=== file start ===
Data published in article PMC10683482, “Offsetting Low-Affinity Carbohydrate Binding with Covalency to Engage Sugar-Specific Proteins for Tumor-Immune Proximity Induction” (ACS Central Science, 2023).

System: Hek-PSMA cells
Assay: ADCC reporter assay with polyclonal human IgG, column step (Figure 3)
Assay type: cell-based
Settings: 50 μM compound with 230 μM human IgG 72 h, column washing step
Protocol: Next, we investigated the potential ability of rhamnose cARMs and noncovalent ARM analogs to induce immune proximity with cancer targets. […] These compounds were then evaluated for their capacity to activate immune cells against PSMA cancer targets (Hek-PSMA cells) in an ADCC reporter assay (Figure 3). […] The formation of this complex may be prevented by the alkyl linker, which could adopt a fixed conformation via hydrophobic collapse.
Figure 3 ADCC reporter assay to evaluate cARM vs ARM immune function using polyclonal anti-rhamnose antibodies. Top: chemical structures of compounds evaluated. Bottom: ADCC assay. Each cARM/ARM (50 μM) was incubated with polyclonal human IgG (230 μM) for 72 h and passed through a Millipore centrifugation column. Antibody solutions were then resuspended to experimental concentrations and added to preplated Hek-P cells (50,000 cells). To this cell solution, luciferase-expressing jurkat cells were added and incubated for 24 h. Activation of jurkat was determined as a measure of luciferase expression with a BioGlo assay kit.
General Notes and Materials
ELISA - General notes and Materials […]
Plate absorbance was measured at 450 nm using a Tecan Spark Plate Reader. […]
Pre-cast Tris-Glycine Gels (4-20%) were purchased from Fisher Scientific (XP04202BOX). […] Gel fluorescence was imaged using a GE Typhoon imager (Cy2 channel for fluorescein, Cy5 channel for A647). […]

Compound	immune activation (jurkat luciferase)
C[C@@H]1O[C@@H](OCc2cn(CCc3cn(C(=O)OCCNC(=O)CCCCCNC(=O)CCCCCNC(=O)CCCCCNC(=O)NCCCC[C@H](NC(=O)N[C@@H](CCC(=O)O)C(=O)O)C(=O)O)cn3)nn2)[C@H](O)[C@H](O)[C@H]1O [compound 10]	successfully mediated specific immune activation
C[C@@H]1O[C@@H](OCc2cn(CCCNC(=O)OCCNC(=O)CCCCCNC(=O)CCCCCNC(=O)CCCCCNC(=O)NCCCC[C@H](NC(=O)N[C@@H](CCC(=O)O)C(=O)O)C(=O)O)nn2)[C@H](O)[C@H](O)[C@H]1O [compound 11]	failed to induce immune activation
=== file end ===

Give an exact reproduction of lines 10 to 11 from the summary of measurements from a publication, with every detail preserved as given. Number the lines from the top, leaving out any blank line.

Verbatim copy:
Plate absorbance was measured at 450 nm using a Tecan Spark Plate Reader. […]
Pre-cast Tris-Glycine Gels (4-20%) were purchased from Fisher Scientific (XP04202BOX). […] Gel fluorescence was imaged using a GE Typhoon imager (Cy2 channel for fluorescein, Cy5 channel for A647). […]